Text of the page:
Matsumoto itself was very small compared to Tokyo and it was a real pleasure to get out and see some countryside and experience fresh mountain air.

On the Nakasendo way between Tsumago and Magome, Kiso Valley.
On the Nakasendo way between Tsumago and Magome, Kiso Valley.
On the Nakasendo way between Tsumago and Magome, Kiso Valley.
Matsumoto Castle at night.

Next up was the train to Kyoto, the old capital of Japan and one that still retains a lot of it’s old buildings as it was spared much of the bombing of elsewhere. Again the weather was not the best, but we managed to see many of the best sites.

The hill of Tori gates at Fushimi was amazing at night and a lot less busy than it would have been during the day. Again the IS of the EM1 came into play, but the remarkable focusing ability (in near darkness) was very useful. My wife had another camera and that could not cope with the lack of light.

Again Kyoto was very busy but had very interesting markets, shops and cafes to visit. Some delicacies were best left to the locals, but we tried a few strange and wonderful things!

Fushimi Inari-taisha. The famous hill of Tori gates, Kyoto.
Bamboo Grove, Arashiyama, Kyoto.
Heron in the royal gardens at Nijo Castle, Kyoto.
Amazing selction of pickled vegetables at Nishiki-koji market, Kyoto.

Our last place to see was Hiroshima, obviously most famous for the Atomic Bomb that was dropped on it in 1945. The A-Bomb dome is quite a chilling testament to the event, it is now surrounded by a Peace Park, full of other monuments and museums. Indeed, the Peace Museum has very moving stories and exhibits from the day and years after. It cannot fail to have an effect on everyone that goes there. Mind you there were still people taking ‘selfie’s in front of the Dome! I was conflicted about taking photographs myself, but it was a reminder of the place and the events.

On the second day we were packed in like sardines to a commuter train to catch a ferry to the island of Miyajima. Famous for it’s floating Tori gate and temples and shrines, the sun came out thankfully and it was beautiful Busy with tourists of course, much waiting around was had to enable any decent images.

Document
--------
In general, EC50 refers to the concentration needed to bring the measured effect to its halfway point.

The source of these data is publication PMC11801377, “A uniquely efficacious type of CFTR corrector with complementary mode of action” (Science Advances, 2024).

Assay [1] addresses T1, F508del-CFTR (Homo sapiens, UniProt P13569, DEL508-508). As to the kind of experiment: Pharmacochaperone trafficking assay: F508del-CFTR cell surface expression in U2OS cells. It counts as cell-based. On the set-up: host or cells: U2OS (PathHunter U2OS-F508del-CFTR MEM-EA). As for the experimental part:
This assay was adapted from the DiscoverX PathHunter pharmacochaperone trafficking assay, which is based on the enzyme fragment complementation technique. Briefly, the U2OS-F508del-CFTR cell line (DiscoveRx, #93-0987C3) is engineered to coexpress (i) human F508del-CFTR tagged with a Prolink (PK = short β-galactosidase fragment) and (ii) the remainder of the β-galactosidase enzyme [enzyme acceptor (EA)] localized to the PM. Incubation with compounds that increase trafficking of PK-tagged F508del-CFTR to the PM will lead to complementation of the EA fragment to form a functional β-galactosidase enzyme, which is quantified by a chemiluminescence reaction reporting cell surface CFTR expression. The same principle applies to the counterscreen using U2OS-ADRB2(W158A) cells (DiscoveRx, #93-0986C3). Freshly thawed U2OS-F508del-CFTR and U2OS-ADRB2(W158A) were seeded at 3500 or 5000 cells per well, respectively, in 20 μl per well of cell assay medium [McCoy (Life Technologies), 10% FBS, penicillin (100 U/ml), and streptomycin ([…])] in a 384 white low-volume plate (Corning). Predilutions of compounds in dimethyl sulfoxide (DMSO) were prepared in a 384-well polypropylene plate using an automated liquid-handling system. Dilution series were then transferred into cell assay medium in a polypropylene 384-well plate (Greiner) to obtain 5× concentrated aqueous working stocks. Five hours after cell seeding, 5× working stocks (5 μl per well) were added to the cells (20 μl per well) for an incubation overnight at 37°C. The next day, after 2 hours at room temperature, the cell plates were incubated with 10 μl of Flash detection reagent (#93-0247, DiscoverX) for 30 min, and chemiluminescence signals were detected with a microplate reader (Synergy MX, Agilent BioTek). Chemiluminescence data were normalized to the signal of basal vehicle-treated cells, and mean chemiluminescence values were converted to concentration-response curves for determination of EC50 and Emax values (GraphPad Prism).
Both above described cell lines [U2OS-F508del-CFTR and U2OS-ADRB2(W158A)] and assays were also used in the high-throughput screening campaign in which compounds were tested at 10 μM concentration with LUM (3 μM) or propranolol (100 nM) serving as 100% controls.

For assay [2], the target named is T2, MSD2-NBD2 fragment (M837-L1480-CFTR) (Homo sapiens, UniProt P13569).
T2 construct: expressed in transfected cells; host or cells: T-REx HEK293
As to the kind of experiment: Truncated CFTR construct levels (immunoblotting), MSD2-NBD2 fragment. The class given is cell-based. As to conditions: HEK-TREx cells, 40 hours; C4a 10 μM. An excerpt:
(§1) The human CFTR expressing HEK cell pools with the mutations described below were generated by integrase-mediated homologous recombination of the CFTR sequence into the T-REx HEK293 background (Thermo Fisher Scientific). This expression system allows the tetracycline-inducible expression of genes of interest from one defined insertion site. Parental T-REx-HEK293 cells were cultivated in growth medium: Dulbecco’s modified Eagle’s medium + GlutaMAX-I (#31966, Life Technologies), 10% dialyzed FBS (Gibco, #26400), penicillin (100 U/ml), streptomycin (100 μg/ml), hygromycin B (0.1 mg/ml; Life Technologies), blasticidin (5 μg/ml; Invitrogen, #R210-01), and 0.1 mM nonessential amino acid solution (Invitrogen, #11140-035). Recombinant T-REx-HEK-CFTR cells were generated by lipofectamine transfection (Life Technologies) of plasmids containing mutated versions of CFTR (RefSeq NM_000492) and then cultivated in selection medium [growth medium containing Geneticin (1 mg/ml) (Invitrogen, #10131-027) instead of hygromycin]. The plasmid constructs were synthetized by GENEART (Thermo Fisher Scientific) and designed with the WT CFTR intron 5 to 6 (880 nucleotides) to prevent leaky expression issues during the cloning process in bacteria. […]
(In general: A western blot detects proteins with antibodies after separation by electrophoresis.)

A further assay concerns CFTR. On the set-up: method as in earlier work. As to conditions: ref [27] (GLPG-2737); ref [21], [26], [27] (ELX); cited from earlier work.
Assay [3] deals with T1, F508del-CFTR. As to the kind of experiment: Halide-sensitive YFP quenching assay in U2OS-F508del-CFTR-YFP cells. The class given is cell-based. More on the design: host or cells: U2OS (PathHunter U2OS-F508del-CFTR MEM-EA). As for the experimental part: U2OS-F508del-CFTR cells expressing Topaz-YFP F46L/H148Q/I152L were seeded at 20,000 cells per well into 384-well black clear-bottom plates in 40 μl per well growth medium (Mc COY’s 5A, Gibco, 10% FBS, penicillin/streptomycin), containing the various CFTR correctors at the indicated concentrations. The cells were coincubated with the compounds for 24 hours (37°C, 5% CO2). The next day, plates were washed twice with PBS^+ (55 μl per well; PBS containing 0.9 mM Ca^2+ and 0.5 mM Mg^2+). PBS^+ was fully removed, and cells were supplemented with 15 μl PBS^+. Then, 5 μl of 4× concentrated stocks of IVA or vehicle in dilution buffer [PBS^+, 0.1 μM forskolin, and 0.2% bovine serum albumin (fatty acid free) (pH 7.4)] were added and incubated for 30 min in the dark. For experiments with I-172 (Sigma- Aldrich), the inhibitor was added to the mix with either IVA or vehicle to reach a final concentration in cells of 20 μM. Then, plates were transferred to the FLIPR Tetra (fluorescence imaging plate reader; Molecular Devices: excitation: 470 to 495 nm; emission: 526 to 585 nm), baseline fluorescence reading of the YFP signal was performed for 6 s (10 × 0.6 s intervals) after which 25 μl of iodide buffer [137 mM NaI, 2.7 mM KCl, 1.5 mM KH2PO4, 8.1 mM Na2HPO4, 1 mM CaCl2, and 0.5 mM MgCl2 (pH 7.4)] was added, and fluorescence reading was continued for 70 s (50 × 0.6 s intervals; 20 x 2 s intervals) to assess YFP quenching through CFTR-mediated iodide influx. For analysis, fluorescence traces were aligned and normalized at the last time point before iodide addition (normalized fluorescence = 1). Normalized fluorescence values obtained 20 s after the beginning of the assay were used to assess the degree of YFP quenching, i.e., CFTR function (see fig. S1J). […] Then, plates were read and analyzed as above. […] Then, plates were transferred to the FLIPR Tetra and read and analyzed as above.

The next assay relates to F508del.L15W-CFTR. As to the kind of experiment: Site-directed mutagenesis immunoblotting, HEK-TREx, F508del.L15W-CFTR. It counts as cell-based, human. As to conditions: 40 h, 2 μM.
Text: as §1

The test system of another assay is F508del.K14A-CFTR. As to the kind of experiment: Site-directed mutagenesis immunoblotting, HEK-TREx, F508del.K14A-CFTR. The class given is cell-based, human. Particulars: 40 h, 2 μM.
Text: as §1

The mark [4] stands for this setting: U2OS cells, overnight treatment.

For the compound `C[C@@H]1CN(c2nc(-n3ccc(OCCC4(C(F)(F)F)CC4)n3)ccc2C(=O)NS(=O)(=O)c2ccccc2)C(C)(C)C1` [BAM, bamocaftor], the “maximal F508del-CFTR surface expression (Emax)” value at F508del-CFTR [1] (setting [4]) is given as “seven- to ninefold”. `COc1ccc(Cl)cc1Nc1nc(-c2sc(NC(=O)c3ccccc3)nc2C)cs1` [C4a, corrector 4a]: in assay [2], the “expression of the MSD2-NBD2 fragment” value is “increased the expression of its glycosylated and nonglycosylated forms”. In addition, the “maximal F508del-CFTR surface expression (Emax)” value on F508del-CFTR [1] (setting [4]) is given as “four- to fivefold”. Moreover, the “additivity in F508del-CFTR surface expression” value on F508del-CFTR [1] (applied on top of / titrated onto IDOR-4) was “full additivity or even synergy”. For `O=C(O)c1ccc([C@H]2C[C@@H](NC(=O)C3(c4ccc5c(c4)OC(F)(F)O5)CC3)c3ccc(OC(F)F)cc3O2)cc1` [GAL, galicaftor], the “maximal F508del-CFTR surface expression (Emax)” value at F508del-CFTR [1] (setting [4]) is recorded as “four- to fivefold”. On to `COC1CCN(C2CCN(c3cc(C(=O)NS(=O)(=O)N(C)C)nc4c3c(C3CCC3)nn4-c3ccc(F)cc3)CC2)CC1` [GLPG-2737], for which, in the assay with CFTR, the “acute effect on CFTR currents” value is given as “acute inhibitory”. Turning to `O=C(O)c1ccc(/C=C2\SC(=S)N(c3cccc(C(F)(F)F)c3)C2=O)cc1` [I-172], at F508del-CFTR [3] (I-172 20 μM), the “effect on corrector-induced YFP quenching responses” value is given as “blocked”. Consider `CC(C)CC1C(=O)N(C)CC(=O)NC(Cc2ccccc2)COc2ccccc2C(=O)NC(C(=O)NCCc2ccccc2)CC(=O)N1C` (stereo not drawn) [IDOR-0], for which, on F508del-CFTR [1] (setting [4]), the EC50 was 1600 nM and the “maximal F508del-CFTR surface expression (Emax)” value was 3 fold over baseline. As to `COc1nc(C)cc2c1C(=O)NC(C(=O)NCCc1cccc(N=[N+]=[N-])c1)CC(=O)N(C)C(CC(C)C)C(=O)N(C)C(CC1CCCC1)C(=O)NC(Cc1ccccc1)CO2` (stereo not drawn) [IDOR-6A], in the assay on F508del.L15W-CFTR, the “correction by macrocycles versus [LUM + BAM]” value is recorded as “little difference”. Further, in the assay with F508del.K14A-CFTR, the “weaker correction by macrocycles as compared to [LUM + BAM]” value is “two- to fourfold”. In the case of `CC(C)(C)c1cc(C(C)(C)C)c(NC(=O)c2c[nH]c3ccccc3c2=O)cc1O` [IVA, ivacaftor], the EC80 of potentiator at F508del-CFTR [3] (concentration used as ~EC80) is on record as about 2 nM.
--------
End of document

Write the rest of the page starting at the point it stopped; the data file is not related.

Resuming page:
Next day was a five-hour train back to Tokyo’s Narita Airport and then the 10hr flight home to Adelaide. A very long end to an amazing trip.

The floating Tori gate, Miyajima Island, Hiroshima.
A-Bome dome with river boat passing, Hiroshima

Summing Up
I have been both surprised and impressed with the OM-D system as a travel system. What struck me right off was the quality of the files, especially the sharpness and dynamic range. The shadows and highlights are recoverable to a great degree if you need to and the colour balance is very true to life in most situations. Obviously the size and weight make a huge difference when you are carrying gear about for a long period. Also, the quality produced by the so-called more basic lenses was as high as many more expensive offerings, making them both a bargain and good choice for a compact travel system.

Gion, Kyoto.

We both loved Japan and are already making plans to go back next year. We loved the people, the food, the places we went and really cannot recommend it more highly to anyone that wants a different kind of holiday. Getting around Is easy as all directional signs are in English as well as Japanese. It did help to have a smattering of the language as English is surprisingly nit that widely spoken. As for trying to read the many different ways they have of writing – forget it!



Owner of Chameleon Photography, is an architectural, commercial, event, corporate and sports photographer with a style consisting of colourful, dynamic and results focussed imagery. Running a client-friendly, on-budget, service-oriented business he believes that great creativity often is the result of team effort and values working closely with his clients to fulfil your business objectives. Stemming from a childhood passion for photography, honed through the b&w darkroom days to utilisation of all modern digital equipment and techniques, Kevin commits his rich experience and sense of perfection as the standard that all our clients have come to expect. After running successfully in the UK for many years, we have moved to Adelaide, South Australia to offer our service and creativity to the Australian business market.